Canada Media Fund shows where your favourite shows are “Made”

A new campaign aims to promote homegrown film and TV to help the industry compete.
CMF

While Canada’s TV and film sector has been successful, many people are still not aware of just how ingrained it is in the country’s cultural fabric. A new campaign by the Canada Media Fund aims to change this.

“Made” (“Nous” in Quebec) is a 60-second ad which aired during Sunday’s broadcast of the Oscars, highlighting the people and places featured in Canada’s biggest exports – such as A Handmaid’s Tale (filmed in Toronto), Orphan Black (shot in the Prairies) and Stranger Things actor Finn Wolfhard (Vancouver-born) to cite a few.

Valerie Creighton, president and CEO of Canada Media Fund (CMF) tells strategy it is “building on the idea that the industry is successful, contributes to GDP, and has incredible talent and entertainment.”

The campaign took two years from conceptualization to execution, once all the creative collaborators got on board. “Made” is a collaboration between CMF and Telefilm Canada, as well as agency partners Torque Strategies, 123w and Agence Cartier.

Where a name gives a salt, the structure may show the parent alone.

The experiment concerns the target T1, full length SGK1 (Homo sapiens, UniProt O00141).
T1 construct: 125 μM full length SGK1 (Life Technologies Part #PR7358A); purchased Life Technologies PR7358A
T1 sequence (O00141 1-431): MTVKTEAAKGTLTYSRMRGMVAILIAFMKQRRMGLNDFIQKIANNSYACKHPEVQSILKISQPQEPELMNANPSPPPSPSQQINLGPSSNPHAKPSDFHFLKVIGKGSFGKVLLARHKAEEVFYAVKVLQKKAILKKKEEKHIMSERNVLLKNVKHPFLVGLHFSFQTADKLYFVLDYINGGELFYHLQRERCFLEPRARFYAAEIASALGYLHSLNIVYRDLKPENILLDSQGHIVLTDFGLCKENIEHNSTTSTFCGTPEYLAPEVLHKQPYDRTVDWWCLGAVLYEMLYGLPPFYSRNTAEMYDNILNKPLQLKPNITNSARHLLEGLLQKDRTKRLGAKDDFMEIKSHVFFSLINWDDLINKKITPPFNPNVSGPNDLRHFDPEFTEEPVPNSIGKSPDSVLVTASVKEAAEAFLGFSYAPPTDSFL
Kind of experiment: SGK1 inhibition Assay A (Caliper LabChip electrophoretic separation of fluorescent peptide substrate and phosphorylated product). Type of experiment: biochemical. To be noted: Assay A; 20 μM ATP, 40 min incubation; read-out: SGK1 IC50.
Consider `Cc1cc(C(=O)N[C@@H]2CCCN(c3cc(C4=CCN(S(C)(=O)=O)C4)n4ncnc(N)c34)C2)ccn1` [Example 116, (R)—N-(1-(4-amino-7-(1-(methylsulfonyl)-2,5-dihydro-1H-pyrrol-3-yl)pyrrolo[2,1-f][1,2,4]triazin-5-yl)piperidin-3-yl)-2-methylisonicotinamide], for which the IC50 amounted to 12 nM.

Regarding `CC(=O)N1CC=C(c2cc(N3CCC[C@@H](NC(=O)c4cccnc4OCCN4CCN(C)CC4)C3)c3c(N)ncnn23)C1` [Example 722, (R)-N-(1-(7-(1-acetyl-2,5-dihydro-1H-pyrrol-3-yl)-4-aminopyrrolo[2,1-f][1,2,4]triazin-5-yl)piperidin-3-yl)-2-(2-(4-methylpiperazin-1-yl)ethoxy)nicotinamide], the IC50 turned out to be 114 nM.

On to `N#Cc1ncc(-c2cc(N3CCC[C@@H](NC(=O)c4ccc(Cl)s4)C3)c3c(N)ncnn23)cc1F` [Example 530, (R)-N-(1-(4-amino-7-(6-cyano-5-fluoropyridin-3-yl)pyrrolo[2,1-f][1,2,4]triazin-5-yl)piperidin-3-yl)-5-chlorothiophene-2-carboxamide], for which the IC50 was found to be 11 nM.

Actor Christopher Plummer narrates the English version, which begins with Ryan Gosling’s home town of London, and ends with Ryan Reynolds as the Marvel character Deadpool shouting, “Canada.” Karine Vanasse, star of CTV crime drama Cardinal, which currently airs in seven countries, narrates the Francophone version. The ads are similar, except for Quebec-specific programming in the montage section.

Creighton hopes this public-facing campaign will get Canadians more aware of all the productions and people involved in building domestic content, and get them to seek out more of it. But she also hopes it will nurture and attract the next generation of actors, creators, technicians, especially those who are behind the scenes and don’t get the same credit as A-listers.

Just like any other industry, she says, “money is difficult, and focus is difficult” [and] we need the right tools to compete internationally, which is getting tougher and tougher.” Creighton was at a Latin American trade conference and points out that her counterparts in Mexico, Colombia and Argentina are facing similar challenges with not only making content, but “discoverability” of content as well.

Creighton says she first became aware of the “Made” concept while on a trip to the Maritimes, where she spotted an elastic lobster claw band on the ground which read “Made in Canada” and it struck her that it “connects you to a product and a place.”

“Made” is at the asset completion stage and it currently being determined what the precise next steps for the campaign, which is part of a long-term focus for CMF, will be. Creighton says the “Made” brand is not intended to replace or reduce anyone else’s visibility, such as production studios or broadcasters like CTV, and is meant to be incorporated into their brands, without overwhelming it.

“We have a tsunami of choice as consumers,” Creighton says. “We want Canadian stories and talent to be part of that broader picture.”